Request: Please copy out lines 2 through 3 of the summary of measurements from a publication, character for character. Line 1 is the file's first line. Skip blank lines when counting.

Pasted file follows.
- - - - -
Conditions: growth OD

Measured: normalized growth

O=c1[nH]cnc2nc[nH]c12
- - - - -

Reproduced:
Measured: normalized growth

O=c1[nH]cnc2nc[nH]c12